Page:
The tale of a white and brown dog dumped on Gold Ray Road Thursday by a truck that then sped off, leaving the dog to chase it for a quarter-mile, has pulled the heartstrings of neighbors and hundreds of social media followers who learned of the canine on Facebook.
The dog is still roaming at large, despite the efforts of a half dozen community members and neighbors who have put out food and water and attempted to catch it and bring it to safety.
Neighbors say the road is a frequent dump site for unwanted cats and dogs. According to social media reports, the small-to-medium mixed breed dumped Thursday is the third in the past week alone.
Volunteers posted updates through Friday on the Jackson County Scanner Group page. The initial post said a white pickup, with a camper on back, tossed the dog onto the roadside and drove away. The dog chased the vehicle for a quarter-mile before giving up, one poster said.
Neighbors in the area caught grainy surveillance footage of the dog being abandoned but a license plate number is difficult to decipher.
Jackson County Animal Control officer Mike Slusarczyk said the number of concerned community members sharing the story of the dog, described as possibly a terrier, heeler and pit bull mix, was heartwarming.
Slusarczyk was on scene early Friday to try and catch the dog. At least a half dozen others stopped to help. Food and water bowls were left at strategic locations.
Slusarczyk said toward midday, a potential owner showed up and said her angry boyfriend dumped her dog out of spite, but Slusarczyk had been unable to confirm the story or determine if the dog was, in fact, the same missing dog.
“It’s obviously all speculative. Rumor has it that maybe a lady who might own the dog got into an argument with her boyfriend and he dumped the dog for retaliation,” Slusarczyk said.
“I went out this morning to try and locate the dog and there were some passersby who saw the post on Facebook and were assisting. The dog, at this point, is pretty scared, but some people are still trying to make contact and get it back to safety.”
Slusarczyk said dumping unwanted dogs and cats in rural areas is common.
“There are various areas in Rogue River, Wimer, Gold Ray Road, rural areas of Eagle Point — honestly, rural spots pretty much all over Jackson County — where this happens. I wouldn’t say it happens all the time, but it happens more than most people realize.”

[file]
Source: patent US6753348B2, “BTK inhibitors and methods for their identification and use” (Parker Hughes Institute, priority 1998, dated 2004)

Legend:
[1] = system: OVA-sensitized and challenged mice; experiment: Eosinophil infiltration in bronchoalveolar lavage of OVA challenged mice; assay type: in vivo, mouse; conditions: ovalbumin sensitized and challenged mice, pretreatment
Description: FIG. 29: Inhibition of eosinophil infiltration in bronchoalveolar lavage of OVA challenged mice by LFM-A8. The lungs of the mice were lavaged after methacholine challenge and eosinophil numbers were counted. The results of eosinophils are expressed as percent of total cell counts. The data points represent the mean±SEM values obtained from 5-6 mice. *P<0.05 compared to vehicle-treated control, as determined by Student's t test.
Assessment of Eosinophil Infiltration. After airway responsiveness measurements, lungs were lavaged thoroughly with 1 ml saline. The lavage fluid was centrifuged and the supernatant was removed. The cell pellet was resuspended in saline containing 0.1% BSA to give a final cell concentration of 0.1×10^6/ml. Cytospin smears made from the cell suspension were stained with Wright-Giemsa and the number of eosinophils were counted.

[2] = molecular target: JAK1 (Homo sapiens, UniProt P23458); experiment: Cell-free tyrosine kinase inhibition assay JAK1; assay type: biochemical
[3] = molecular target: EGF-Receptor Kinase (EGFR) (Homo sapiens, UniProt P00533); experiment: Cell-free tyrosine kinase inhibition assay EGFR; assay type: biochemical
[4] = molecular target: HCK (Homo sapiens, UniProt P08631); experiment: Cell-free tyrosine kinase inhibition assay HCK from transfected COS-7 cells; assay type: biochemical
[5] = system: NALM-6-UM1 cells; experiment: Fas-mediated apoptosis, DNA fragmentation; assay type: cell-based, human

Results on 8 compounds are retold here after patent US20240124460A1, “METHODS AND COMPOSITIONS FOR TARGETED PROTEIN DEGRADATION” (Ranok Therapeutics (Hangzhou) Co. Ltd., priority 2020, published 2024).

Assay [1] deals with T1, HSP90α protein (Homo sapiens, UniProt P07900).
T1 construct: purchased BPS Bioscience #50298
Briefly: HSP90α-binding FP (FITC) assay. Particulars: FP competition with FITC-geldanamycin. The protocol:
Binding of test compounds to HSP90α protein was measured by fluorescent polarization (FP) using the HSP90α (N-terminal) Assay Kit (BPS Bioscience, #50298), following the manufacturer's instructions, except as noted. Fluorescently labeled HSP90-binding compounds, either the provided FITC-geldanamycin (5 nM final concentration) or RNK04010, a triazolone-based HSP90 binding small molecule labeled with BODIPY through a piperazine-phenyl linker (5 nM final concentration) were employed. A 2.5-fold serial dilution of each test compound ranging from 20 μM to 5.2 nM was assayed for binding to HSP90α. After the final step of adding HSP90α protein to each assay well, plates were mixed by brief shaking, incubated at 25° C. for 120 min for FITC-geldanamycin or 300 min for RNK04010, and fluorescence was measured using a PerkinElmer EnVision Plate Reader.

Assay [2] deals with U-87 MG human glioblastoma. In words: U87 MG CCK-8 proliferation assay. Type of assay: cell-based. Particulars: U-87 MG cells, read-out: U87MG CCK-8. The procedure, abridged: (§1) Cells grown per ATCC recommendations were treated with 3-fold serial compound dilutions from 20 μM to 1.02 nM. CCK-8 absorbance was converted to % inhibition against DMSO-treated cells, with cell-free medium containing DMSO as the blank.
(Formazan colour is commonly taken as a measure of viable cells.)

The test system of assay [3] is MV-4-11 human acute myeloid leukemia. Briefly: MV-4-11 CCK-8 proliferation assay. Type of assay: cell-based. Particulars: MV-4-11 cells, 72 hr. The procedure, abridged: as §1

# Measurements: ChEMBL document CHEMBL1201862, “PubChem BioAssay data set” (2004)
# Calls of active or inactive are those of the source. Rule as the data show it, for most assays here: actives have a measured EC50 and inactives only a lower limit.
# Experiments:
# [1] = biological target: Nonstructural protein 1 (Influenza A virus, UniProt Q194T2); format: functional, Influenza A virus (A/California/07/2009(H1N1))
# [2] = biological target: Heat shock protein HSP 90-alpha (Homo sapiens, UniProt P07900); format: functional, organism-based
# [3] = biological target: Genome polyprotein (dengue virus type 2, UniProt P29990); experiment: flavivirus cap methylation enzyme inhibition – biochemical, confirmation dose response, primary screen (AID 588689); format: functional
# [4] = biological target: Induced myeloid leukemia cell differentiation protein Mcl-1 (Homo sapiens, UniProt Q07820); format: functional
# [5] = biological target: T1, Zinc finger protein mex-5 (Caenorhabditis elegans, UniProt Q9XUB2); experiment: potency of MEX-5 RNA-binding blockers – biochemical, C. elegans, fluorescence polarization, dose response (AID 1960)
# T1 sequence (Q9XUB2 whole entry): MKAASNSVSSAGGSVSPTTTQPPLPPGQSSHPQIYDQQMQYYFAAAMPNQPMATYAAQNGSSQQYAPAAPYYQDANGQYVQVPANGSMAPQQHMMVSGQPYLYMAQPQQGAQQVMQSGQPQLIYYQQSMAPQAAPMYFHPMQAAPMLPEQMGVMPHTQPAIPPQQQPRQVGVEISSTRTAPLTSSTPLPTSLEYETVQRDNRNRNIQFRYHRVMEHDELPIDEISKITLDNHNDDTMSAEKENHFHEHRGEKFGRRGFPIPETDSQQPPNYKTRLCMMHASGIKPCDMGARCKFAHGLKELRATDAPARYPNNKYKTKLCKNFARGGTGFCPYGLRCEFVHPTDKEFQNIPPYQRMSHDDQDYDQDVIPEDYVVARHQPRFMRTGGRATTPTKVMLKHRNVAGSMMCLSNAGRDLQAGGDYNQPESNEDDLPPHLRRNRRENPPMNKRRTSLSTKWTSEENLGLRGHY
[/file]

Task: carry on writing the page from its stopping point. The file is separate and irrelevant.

Jacksonville resident Katie Hood spent three hours on Friday trying to find the dog. A regular animal rescue volunteer, Hood said the story of the unwanted dog broke her heart.
“I went out around maybe 7 a.m. and was there until just before 10 a.m. We saw him a few times and he was very skittish. With him looking like he’s got some pit bull, and with all the dog fighting rings that have been popping up, it makes me really worried about whether he comes from an abusive situation,” Hood said.
“He wanted nothing to do with any people. He would poke his head out when there was a car and he went running after a white truck a lot like the one that dumped him. It was so sad. He was barking and racing after the truck but, after the truck was gone, he took off again. I think what’s even more heartbreaking about this is it isn’t a rare thing for people to do this.”
Medford resident Michael Moore spent some time before and after work on Friday trying to help catch the dog.
“I saw the dog three or four different times. He peeked his head up and looked me right in the eye but darted off every time. He was looking pretty scared so I’m hoping the owner rumors pan out. Social media definitely helped get the word out,” Moore said.
“It was nice that so many people showed up, who had no idea who the dog was or who I even was, and we were all working together to try to help him.”
From an animal services standpoint, Slusarczyk said his focus was to ensure the dog’s safety amid hot temperatures and fireworks festivities that are just days away.
From the animal control aspect of his job, Slusarczyk said he’d like to find out who dumped the dog.
“Animal abandonment is a crime, so we always urge anybody seeing suspicious activity like this, of people dumping dogs, to get an adequate description of the vehicle and license plate number. It’s something we really like to try and get on top of,” he said.
“We’re hoping to see if somebody can get this dog picked up, whether it’s the owner or a good Samaritan. We need to get him out of this situation. Thankfully the river is right there, so he’s got access to water.”
Slusarczyk applauded social media efforts to help the pooch.
“Facebook can be a blessing and a curse. A lot of times you get misinformation and people want to share information before they verify where it came from. But a case like this, people saw something and wanted to help let everyone know,” he said.
“I’m only one of two animal control officers in all of Jackson County, so to have all these people step up to help has definitely been much appreciated.”
As of late Friday, the dog had not been caught, but updates and photos of the truck that allegedly dumped the dog were being posted online on the Jackson County Scanner Group page.
Reach freelance writer Buffy Pollock at firstname.lastname@example.org.